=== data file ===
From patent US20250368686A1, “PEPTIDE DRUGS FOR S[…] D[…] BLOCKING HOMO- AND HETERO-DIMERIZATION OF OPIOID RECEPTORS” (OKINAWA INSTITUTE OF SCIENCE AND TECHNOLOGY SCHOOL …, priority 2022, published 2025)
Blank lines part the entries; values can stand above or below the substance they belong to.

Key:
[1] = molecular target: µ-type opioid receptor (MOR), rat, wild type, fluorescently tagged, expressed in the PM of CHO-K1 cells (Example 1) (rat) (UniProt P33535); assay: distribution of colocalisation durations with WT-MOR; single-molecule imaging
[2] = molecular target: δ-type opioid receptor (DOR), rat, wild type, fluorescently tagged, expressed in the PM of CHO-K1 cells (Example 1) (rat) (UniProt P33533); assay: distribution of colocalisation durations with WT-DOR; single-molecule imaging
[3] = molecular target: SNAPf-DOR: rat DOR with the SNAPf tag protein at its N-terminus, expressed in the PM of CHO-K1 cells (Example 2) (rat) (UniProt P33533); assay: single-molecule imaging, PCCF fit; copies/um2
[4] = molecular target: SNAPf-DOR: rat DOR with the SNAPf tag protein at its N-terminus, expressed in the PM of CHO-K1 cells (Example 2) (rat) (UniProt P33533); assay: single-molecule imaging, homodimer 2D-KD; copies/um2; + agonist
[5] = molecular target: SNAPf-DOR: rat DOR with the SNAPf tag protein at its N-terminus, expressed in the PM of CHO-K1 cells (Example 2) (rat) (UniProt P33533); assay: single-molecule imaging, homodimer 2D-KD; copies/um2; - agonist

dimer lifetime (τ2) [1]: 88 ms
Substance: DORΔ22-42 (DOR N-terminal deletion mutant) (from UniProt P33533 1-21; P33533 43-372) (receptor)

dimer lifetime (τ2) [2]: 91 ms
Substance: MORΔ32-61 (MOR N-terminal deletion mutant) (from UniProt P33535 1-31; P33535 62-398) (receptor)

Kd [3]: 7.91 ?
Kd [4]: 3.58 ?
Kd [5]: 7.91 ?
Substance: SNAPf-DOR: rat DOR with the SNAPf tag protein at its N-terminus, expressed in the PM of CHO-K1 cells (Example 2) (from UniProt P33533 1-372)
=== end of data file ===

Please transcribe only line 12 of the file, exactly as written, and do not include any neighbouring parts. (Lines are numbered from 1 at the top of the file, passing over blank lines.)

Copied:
Substance: MORΔ32-61 (MOR N-terminal deletion mutant) (from UniProt P33535 1-31; P33535 62-398) (receptor)